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Film Reviews:  Joanne Woodward In Effect of Gamma Rays on Man-in-the-Moon Marigolds and Dr. Phil

It's interesting how shows I watch on TV correlate with each other.

For example, on Wednesday, February 26, 2003, the topic of Dr. Phil's show was of bullies and bullying and their effect on their victims.

How does this relate with the Gamma Rays movie?  Toward the end of the movie, Joanne Woodward's older daughter finds out that her mother was called "The loon."  The mother character has grown up in school with everyone calling her "crazy" and all kinds of other names.

It is obvious at the end of the movie that Woodward is somewhat of a "dreamer" as shown when she is talking to her neighbor at their backyards.  Her older daughter simply looks at her in silence.  So there is some substantiated evidence that the mother's character could have been seen as lunatic.

Still, with Dr. Phil's show, it is clear that victims of bullies and name calling, like Joanne Woodward's character, are deeply affected by such an environment in their youth.  

At the end of the movie, when Matilda, the younger daughter, wins the science contest, Woodward shows up late and makes a scene of how she hates the world by screaming at a snickering student whose science project was skinning a cat.  The girl who snickers is shown as cruel as evidenced by her science project.  This cruelty is also present in everyone and has negatively affected the mother.  She ends up hating the world and this can be partly explained by how she was treated by all the people around her who called her names.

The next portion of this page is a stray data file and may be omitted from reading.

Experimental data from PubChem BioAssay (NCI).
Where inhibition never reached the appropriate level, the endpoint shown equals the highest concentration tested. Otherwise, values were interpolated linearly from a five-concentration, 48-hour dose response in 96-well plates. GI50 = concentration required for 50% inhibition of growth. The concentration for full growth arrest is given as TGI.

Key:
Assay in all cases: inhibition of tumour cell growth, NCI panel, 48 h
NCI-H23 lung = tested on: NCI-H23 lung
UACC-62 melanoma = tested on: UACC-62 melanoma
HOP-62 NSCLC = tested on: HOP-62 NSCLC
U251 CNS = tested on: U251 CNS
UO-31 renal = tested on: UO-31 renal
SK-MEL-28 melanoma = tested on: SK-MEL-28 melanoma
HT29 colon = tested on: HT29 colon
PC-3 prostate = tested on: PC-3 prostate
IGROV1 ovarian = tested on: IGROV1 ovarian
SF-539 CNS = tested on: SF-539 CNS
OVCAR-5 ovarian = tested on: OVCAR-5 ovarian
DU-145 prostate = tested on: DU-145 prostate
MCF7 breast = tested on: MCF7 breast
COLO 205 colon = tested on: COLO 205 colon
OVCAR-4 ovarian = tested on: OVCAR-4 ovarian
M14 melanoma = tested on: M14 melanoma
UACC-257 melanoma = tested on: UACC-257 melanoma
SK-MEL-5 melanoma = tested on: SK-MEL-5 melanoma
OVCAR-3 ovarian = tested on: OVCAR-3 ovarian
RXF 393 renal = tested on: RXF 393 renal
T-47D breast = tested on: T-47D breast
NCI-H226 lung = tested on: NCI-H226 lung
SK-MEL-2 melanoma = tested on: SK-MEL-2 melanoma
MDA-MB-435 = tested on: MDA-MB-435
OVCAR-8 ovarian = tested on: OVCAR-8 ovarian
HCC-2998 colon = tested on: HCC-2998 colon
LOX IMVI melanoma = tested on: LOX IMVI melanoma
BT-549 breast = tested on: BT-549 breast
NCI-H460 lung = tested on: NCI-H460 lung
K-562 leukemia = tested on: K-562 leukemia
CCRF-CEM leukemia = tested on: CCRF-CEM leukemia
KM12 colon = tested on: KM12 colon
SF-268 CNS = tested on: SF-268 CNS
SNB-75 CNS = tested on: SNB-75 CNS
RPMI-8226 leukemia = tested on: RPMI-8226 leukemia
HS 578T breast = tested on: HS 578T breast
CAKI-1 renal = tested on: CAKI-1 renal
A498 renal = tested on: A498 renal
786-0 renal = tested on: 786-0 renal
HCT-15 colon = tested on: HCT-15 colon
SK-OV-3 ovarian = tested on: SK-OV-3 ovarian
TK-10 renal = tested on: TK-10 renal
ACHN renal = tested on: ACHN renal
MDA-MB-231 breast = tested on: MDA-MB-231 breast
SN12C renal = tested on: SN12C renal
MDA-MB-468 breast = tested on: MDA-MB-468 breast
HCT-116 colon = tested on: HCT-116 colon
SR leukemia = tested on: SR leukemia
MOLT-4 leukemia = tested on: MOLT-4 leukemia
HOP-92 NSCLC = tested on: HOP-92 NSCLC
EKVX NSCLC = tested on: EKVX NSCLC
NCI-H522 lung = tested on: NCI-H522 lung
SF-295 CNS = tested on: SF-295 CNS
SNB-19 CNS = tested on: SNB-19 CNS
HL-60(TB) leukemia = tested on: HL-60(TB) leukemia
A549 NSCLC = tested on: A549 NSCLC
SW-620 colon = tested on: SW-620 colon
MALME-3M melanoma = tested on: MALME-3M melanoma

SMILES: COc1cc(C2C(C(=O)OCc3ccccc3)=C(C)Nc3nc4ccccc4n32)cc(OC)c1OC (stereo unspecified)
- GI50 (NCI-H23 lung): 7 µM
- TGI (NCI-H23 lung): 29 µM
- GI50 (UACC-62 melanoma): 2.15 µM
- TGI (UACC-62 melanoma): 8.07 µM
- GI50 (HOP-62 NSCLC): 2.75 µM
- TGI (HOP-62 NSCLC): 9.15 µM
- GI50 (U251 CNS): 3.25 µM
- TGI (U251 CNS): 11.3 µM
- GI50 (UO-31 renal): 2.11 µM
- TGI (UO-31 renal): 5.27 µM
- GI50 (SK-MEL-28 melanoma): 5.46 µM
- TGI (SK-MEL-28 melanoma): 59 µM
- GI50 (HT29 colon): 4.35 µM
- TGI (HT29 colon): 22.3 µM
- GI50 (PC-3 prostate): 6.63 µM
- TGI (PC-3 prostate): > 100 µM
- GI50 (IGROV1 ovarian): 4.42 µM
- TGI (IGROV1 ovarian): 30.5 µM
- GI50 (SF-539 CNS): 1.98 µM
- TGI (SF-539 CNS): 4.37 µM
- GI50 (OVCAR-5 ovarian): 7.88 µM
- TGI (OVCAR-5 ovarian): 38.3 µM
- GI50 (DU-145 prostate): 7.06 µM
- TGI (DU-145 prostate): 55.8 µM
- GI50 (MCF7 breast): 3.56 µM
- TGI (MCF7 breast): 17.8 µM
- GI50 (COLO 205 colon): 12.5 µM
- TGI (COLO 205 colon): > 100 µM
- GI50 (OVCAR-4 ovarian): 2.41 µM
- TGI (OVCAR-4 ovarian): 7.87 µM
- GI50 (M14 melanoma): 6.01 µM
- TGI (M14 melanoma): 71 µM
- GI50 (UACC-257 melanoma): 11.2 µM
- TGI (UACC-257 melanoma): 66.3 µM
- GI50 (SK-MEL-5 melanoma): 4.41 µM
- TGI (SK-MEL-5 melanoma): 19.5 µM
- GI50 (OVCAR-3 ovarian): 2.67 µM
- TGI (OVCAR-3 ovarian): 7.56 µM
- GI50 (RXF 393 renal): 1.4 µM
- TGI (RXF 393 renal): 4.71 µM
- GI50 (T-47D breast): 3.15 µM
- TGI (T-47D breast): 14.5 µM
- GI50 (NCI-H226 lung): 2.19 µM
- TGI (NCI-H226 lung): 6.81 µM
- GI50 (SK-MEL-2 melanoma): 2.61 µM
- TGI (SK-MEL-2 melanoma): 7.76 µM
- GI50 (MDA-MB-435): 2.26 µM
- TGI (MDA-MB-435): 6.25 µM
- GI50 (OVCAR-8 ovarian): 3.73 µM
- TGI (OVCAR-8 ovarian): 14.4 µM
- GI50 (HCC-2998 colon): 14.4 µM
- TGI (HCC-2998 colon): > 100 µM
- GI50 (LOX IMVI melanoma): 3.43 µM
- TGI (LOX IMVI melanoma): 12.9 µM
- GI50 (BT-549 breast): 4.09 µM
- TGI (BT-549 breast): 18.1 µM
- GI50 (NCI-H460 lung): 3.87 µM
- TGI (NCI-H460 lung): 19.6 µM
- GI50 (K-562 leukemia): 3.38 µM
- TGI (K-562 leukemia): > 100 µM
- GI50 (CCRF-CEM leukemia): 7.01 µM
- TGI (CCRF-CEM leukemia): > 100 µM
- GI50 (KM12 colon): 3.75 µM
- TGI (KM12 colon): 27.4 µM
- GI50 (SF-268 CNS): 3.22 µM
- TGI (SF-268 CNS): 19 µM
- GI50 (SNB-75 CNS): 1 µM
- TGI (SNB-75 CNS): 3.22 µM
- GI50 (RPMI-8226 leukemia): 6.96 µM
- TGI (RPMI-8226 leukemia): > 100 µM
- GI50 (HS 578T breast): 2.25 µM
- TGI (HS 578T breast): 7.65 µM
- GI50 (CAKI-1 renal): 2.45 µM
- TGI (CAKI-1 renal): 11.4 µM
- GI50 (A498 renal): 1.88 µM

When Gamma Rays was shown during its time period, public sentiment might have been different at the time the movie came out.  Possibly, audiences did see the mother character as a "loon" and so she was a mess because of it.

Today's audiences, especially if they watch Dr. Phil, can be more sympathetic toward this character.

The movie has a happy note at the end, however, when Matilda, sits at the front porch claiming how she doesn't hate the world like her mother does.  Why?  Because she views the world from a scientific perspective, as proven by her win at the science fair.  She is excited about atoms and how they are in everything and how this is a wonderful and beautiful thing and because of this view, she loves the world.

So the treatment of this "loon" character in this movie is well done.  It shows the character's downfall of "dreaming," the kind that disgusts the neighbor.  It also shows how one's "people" surroundings does affect a person during those early, formative years.

So Gamma Rays and Dr. Phil, for some reason, were two shows I watched on the same day that touched a topic from two different angles, artistically through the movies, and psychologically through Dr. Phil.


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